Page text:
Shanna Fuld

About the Author Shanna Fuld

Shanna J. Fuld is a journalist specializing in the cannabis market. Fascinated by the industry's growth, she quickly started making contacts in the cannabis world internationally and loves writing about the nuances of the field. The former NY1er worked as a videographer, assignment editor and writer for the beloved local news channel before joining the TipRanks team.

An Interview with Cannabis Enthusiast and Venture Capitalist Kfir Kachlon

In an interview at the OurCrowd Investor Summit, Kfir Kachlon, the investment principal and cannabis tech lead for OurCrowd, opens up about how he became introduced to the business, how his company’s $30 million fund for cannabis startups came to be and where the industry is at now.

An on-court basketball injury doesn’t always end with a business plan. In fact, many who start using painkillers to deal with injuries never quite stop. That wasn’t the case for Kfir Kachlon, who tore a ligament in his groin while playing for an amateur basketball team. It took 8 months for him to recover. That’s when he started taking percocet to numb the pain. After dabbling with the opioids for pain relief, he discovered the benefits of cannabis during a two-week vacation to Amsterdam with his wife. Kachlon’s physical therapist recommended he try marijuana.

“My physiotherapist told me ‘you’re going to Amsterdam. Why don’t you try weed? I was like wait why? No, no, I’m not. I did not know anything about weed and its medical properties. It doesn’t heal you. It helps you get into the physical or mental state where you don’t feel the pain when you stretch and then you can do your physiotherapy exercises that rehabilitate you. And that’s how I became a believer in cannabis. I said if that worked for me, what else can it do?”

Following this experience, Kachlon continued to use cannabis, but it was through illegal means. He first approached a doctor seeking a prescription for medical marijuana, but the doctor denied him, citing he was a young athlete and didn’t need it.

“Now you see me here walking! I don’t play basketball anymore. But I do cycle a lot. I’m on the bike every day and cannabis has been great for me. And when I started working for OurCrowd, from the get go, I said O.K. I want to research as much as I can [about cannabis]. It’s a new industry that I believe has a lot in it — more than what is already known.”

“In this ecosystem we see it growing every day. Everything is just getting bigger and bigger and bigger. New countries, new territories are legalizing cannabis and you understand that this is not something that is going to disappear. Here in Israel, we are lucky because we sit in a place where for the last 60 years, you had cannabis research.”

So the question remains: how is Kachlon a part of the $30 million fund that is going to help emerging cannabis companies? He explains that OurCrowd is fundamentally for larger companies, built to enable those who are looking for checks of more than $250-thousand. Right now, a great deal of the cannabis companies out there are smaller and are looking for less hefty investment. He realized that if he wanted to help them, he would need to partner with an existing fund. Kachlon narrowed it down from 20 to one, choosing 7thirty and its managing partner, Micah Tapman.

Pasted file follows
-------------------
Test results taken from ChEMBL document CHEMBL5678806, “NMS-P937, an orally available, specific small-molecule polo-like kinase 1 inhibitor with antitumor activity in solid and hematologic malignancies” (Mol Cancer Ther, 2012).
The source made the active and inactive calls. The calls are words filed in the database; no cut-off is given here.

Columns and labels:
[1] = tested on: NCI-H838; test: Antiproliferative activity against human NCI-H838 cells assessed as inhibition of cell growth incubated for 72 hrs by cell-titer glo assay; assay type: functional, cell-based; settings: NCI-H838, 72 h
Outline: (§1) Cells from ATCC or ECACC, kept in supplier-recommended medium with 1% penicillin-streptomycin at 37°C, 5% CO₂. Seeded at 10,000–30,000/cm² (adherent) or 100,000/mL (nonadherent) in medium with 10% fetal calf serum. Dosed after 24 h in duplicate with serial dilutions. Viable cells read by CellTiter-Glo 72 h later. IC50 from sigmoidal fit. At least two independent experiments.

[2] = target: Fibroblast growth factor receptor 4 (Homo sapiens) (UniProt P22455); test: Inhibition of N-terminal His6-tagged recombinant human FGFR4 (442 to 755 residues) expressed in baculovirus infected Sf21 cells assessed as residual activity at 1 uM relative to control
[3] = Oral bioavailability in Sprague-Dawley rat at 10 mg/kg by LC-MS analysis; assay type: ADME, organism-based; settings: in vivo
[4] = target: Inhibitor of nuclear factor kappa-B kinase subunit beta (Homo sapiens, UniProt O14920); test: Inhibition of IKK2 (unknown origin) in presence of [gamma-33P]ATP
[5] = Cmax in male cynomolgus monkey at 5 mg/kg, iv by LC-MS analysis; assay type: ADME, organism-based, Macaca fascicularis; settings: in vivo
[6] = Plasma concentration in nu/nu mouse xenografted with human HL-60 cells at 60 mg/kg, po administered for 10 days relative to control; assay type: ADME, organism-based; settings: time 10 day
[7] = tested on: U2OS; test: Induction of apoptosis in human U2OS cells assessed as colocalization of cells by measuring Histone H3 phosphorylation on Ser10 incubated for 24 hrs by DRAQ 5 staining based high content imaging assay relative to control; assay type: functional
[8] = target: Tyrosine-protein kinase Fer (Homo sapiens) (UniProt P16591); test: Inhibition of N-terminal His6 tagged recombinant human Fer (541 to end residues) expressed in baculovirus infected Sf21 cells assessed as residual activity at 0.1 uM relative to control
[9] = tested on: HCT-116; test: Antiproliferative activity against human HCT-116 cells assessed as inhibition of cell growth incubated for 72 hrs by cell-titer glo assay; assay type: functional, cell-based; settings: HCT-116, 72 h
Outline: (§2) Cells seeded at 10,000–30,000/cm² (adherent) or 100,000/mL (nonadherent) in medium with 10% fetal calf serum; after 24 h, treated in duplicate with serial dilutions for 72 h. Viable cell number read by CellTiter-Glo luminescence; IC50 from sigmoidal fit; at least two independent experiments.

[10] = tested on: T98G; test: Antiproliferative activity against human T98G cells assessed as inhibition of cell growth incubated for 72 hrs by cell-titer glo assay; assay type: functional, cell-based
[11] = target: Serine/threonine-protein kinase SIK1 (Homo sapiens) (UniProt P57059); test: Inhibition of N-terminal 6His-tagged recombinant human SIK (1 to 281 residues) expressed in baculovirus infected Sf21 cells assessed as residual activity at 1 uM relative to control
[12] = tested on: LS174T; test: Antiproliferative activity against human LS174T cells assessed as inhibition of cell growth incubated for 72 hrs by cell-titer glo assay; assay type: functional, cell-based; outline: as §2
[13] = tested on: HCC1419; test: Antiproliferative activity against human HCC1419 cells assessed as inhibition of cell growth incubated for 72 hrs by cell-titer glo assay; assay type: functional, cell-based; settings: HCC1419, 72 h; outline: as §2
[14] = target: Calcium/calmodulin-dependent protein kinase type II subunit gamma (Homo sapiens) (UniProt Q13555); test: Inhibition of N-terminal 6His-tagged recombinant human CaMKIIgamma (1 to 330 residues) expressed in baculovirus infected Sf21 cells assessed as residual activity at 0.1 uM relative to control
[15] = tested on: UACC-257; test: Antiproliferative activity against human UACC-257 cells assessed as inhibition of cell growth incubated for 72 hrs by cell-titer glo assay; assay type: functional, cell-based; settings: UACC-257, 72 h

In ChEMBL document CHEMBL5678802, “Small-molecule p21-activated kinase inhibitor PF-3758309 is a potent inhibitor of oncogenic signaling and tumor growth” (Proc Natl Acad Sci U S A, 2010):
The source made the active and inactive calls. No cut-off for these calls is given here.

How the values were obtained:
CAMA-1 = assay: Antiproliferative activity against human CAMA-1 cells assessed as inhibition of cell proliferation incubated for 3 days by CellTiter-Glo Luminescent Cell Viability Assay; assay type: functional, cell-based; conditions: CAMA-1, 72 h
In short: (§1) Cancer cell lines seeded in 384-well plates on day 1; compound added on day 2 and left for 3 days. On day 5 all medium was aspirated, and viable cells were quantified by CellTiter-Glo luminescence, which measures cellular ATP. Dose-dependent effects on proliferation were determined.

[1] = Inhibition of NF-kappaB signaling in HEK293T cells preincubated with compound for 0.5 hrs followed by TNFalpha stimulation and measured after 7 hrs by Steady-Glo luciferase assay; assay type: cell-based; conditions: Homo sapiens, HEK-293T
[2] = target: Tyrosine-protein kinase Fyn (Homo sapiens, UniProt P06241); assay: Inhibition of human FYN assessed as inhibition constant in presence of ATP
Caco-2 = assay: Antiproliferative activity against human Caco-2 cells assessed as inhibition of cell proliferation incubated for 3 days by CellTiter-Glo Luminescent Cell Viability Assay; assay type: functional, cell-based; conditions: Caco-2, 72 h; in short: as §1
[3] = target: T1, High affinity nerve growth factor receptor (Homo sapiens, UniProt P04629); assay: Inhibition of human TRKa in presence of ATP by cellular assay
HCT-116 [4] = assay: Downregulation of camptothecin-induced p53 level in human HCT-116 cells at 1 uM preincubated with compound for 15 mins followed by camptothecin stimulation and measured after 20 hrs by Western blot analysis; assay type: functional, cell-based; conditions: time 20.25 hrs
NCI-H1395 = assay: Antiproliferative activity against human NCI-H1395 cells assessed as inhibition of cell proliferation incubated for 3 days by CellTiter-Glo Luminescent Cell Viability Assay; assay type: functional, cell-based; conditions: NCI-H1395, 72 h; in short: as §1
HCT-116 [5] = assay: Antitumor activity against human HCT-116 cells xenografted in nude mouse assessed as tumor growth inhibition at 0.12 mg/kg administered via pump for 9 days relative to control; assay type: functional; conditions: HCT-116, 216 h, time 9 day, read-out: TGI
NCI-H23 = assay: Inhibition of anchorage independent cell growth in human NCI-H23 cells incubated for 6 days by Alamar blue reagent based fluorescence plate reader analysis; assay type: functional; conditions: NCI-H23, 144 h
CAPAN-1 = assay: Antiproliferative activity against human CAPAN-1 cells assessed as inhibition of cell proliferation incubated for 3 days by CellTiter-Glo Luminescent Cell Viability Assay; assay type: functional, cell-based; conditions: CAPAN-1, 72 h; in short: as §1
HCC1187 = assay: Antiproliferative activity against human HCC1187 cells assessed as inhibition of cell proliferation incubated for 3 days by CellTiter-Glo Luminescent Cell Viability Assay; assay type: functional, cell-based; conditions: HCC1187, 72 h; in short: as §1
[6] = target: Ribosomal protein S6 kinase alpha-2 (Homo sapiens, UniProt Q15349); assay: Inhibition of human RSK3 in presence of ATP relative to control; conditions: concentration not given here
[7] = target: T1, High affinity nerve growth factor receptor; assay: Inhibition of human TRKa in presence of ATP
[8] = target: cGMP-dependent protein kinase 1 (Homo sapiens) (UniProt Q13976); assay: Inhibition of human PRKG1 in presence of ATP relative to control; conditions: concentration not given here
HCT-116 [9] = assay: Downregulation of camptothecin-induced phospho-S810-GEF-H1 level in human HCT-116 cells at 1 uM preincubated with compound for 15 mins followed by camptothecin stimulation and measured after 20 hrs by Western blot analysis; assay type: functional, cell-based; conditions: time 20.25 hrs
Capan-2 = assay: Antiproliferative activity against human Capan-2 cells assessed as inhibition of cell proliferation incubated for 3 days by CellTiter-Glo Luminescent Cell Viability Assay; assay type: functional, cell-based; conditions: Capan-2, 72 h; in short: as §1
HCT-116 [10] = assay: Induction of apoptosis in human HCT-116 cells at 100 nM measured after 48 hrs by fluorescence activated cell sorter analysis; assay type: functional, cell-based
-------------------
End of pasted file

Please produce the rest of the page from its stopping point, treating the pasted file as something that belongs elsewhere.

Tapman has invested in 93 cannabis companies, one of which became quite successful — BDS Analytics, a private company that produces data for the cannabis industry including market trend reports, analyses and consumer research. Data from this company is valuable since for so long, there was no quality data on the plant due to its prohibition.

“How much does it cost to grow — in acreage? How much is shelf space worth in a dispensary in Boulder, Colorado? In California? In Illinois? Those are very important to get the idea of what this industry needs. So that’s a company that we really love and we have under our portfolio.”

Kachlon points out some holes he’s seeking to fill when it comes to tech and research in the cannabis space:

“What [properties] do you have in a flower when you hold it? You have to destruct it. And then go for a big complicated chemical process to understand what you have in that flower. Some companies are trying to crack that by using non-destructive ways with smart optics, with a good data analytics and computer vision algorithms to tell you exactly what you have in each flower. So this is a direction that we’re looking at. We’re looking for technology to enable that research and not only research, but think about when you go to a dispensary. If you go to a dispensary and you pick a flower, a dry flower, you don’t know what you have inside. They tell you the percentages of the THC are ranging between that and that because they sent [only] one batch to the lab to get examined. [As opposed to examining each individual flower for precision].”

To read more on the nitty gritty of what’s going on in the rising cannabis industry, click here.


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